BP faces August 2014 trial on shareholders' Gulf spill claims
* BP accused of misleading on accident responsiveness
* ADS investors suing BP; ex-CEO Hayward
* Separate trial underway to assign blame for spill
March 5 (Reuters) - A U.S. civil trial has been set for Aug. 25, 2014, regarding accusations that BP Plc committed fraud by misleading shareholders before and after the 2010 Gulf of Mexico oil spill about its ability to respond to the accident.
The jury trial was scheduled by U.S. District Judge Keith Ellison in Houston on Tuesday.
Shareholders led by the New York State Common Retirement Fund and four Ohio pension funds claimed to lose up to 40 percent of their investments within six weeks of the April 20, 2010, explosion of the Deepwater Horizon drilling rig.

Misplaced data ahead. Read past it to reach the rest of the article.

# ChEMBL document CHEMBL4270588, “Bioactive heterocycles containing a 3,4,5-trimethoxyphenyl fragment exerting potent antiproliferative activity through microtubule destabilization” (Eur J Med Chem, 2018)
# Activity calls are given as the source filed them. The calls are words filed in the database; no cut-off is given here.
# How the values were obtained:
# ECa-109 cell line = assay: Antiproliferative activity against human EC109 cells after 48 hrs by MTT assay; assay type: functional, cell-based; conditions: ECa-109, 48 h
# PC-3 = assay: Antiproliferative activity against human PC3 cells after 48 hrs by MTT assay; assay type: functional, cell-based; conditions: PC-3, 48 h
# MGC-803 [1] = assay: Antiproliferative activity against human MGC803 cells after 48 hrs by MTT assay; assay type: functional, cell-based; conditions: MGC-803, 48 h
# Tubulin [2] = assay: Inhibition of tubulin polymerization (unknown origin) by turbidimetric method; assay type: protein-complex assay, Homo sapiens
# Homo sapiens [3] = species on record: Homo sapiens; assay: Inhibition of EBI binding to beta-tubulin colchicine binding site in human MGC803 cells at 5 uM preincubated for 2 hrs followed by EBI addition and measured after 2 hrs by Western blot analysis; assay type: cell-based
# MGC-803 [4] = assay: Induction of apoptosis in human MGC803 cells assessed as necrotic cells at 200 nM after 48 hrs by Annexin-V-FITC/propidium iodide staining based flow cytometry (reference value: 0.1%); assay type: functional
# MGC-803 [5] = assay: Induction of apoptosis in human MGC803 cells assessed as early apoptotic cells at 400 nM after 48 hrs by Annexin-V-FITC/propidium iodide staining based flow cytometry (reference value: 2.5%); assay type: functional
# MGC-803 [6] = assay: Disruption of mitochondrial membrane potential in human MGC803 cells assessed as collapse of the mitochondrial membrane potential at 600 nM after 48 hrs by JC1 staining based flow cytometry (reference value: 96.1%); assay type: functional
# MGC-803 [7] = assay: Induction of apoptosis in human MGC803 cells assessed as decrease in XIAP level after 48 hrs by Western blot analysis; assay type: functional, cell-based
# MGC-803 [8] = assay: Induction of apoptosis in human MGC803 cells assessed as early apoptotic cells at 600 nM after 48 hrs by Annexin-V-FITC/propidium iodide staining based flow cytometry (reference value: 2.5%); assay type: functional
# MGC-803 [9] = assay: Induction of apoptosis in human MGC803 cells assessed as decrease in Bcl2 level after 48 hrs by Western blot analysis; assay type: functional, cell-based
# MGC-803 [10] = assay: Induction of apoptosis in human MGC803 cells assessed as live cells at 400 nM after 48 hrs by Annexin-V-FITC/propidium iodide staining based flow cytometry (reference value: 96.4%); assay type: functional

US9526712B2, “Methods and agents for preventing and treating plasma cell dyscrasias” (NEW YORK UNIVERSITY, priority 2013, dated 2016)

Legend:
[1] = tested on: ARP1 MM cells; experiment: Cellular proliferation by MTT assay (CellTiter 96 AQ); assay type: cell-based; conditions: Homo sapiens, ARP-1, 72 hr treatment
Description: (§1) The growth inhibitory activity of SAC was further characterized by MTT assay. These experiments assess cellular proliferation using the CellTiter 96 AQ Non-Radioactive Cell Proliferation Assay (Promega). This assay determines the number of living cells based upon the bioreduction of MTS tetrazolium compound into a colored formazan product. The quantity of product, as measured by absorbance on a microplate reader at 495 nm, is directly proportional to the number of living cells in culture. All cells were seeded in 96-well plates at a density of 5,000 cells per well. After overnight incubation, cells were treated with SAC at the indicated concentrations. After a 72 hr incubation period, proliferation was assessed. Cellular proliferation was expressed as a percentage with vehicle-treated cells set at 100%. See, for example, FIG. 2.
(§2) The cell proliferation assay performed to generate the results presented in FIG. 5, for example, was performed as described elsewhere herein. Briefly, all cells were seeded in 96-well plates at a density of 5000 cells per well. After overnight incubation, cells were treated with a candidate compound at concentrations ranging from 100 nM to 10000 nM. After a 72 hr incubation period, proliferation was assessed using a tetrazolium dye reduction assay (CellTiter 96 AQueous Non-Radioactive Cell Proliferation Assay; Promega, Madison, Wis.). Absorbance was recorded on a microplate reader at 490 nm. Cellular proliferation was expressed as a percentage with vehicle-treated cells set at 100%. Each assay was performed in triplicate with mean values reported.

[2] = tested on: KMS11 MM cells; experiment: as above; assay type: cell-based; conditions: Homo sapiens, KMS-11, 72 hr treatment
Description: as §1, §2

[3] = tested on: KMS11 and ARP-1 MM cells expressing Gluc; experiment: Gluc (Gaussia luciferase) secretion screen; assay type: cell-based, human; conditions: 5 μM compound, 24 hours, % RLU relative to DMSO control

The accident killed 11 people and caused the largest U.S. offshore oil spill.
In February 2012, Ellison limited the lawsuit to claims by investors who bought BP's American depositary receipts on U.S. exchanges. BP has denied fraud.
The lawsuit also names as defendants former BP Chief Executive Anthony Hayward and former Chief Operating Officer for Exploration and Production Douglas Suttles. Claims against current Chief Executive Robert Dudley were dismissed.
A separate civil trial began on Feb. 25 in New Orleans to apportion blame for the accident among BP, rig owner Transocean Ltd and cement services provider Halliburton Co.
The U.S. government, Gulf Coast states and other plaintiffs are seeking to recover billions of dollars for economic losses, environmental damages and other harm in that case.
The case is In re: BP Plc Securities Litigation, U.S. District Court, Southern District of Texas, No. 10-md-02185.